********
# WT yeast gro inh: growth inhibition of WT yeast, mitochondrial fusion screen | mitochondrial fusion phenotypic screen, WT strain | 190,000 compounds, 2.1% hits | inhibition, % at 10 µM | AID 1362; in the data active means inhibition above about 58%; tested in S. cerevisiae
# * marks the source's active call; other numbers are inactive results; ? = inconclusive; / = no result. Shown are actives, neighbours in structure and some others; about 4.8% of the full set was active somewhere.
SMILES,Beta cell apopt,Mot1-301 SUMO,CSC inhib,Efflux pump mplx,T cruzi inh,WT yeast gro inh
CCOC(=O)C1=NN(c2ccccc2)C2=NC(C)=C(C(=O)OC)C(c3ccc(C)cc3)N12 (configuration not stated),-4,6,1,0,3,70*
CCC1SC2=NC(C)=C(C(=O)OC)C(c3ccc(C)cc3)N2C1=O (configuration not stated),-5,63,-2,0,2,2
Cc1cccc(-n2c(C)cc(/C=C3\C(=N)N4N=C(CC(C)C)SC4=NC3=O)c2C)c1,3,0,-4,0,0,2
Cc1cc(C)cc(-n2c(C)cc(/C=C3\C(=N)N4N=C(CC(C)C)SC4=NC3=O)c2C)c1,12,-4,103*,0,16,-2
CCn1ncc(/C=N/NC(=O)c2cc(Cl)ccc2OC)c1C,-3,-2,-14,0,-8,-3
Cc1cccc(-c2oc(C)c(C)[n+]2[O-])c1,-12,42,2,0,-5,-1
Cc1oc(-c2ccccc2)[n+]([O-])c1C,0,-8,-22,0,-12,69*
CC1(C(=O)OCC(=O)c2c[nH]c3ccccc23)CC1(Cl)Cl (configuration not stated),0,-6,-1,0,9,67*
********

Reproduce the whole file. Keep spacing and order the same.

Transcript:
# WT yeast gro inh: growth inhibition of WT yeast, mitochondrial fusion screen | mitochondrial fusion phenotypic screen, WT strain | 190,000 compounds, 2.1% hits | inhibition, % at 10 µM | AID 1362; in the data active means inhibition above about 58%; tested in S. cerevisiae
# * marks the source's active call; other numbers are inactive results; ? = inconclusive; / = no result. Shown are actives, neighbours in structure and some others; about 4.8% of the full set was active somewhere.
SMILES,Beta cell apopt,Mot1-301 SUMO,CSC inhib,Efflux pump mplx,T cruzi inh,WT yeast gro inh
CCOC(=O)C1=NN(c2ccccc2)C2=NC(C)=C(C(=O)OC)C(c3ccc(C)cc3)N12 (configuration not stated),-4,6,1,0,3,70*
CCC1SC2=NC(C)=C(C(=O)OC)C(c3ccc(C)cc3)N2C1=O (configuration not stated),-5,63,-2,0,2,2
Cc1cccc(-n2c(C)cc(/C=C3\C(=N)N4N=C(CC(C)C)SC4=NC3=O)c2C)c1,3,0,-4,0,0,2
Cc1cc(C)cc(-n2c(C)cc(/C=C3\C(=N)N4N=C(CC(C)C)SC4=NC3=O)c2C)c1,12,-4,103*,0,16,-2
CCn1ncc(/C=N/NC(=O)c2cc(Cl)ccc2OC)c1C,-3,-2,-14,0,-8,-3
Cc1cccc(-c2oc(C)c(C)[n+]2[O-])c1,-12,42,2,0,-5,-1
Cc1oc(-c2ccccc2)[n+]([O-])c1C,0,-8,-22,0,-12,69*
CC1(C(=O)OCC(=O)c2c[nH]c3ccccc23)CC1(Cl)Cl (configuration not stated),0,-6,-1,0,9,67*